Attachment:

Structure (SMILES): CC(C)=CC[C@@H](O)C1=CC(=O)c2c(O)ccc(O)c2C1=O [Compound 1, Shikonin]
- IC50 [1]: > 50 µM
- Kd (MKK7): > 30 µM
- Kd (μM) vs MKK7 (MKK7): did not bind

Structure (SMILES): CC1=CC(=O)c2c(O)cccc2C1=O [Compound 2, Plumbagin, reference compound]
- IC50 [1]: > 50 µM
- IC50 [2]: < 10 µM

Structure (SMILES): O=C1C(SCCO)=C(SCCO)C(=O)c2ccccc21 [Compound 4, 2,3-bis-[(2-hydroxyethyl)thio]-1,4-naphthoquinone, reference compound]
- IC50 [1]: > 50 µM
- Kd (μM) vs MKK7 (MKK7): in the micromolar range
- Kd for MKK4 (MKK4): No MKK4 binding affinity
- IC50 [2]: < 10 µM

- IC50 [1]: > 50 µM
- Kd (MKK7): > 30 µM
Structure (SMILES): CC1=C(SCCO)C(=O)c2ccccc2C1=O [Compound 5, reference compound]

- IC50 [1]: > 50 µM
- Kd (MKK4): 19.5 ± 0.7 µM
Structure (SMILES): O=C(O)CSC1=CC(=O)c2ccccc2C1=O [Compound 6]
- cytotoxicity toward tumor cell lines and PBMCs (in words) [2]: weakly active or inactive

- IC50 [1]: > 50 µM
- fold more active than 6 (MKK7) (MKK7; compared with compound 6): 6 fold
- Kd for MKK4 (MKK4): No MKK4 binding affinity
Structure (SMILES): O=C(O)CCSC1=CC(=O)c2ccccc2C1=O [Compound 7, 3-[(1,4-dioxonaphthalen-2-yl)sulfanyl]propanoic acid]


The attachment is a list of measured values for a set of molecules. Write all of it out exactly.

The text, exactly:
Structure (SMILES): CC(C)=CC[C@@H](O)C1=CC(=O)c2c(O)ccc(O)c2C1=O [Compound 1, Shikonin]
- IC50 [1]: > 50 µM
- Kd (MKK7): > 30 µM
- Kd (μM) vs MKK7 (MKK7): did not bind

Structure (SMILES): CC1=CC(=O)c2c(O)cccc2C1=O [Compound 2, Plumbagin, reference compound]
- IC50 [1]: > 50 µM
- IC50 [2]: < 10 µM

Structure (SMILES): O=C1C(SCCO)=C(SCCO)C(=O)c2ccccc21 [Compound 4, 2,3-bis-[(2-hydroxyethyl)thio]-1,4-naphthoquinone, reference compound]
- IC50 [1]: > 50 µM
- Kd (μM) vs MKK7 (MKK7): in the micromolar range
- Kd for MKK4 (MKK4): No MKK4 binding affinity
- IC50 [2]: < 10 µM

- IC50 [1]: > 50 µM
- Kd (MKK7): > 30 µM
Structure (SMILES): CC1=C(SCCO)C(=O)c2ccccc2C1=O [Compound 5, reference compound]

- IC50 [1]: > 50 µM
- Kd (MKK4): 19.5 ± 0.7 µM
Structure (SMILES): O=C(O)CSC1=CC(=O)c2ccccc2C1=O [Compound 6]
- cytotoxicity toward tumor cell lines and PBMCs (in words) [2]: weakly active or inactive

- IC50 [1]: > 50 µM
- fold more active than 6 (MKK7) (MKK7; compared with compound 6): 6 fold
- Kd for MKK4 (MKK4): No MKK4 binding affinity
Structure (SMILES): O=C(O)CCSC1=CC(=O)c2ccccc2C1=O [Compound 7, 3-[(1,4-dioxonaphthalen-2-yl)sulfanyl]propanoic acid]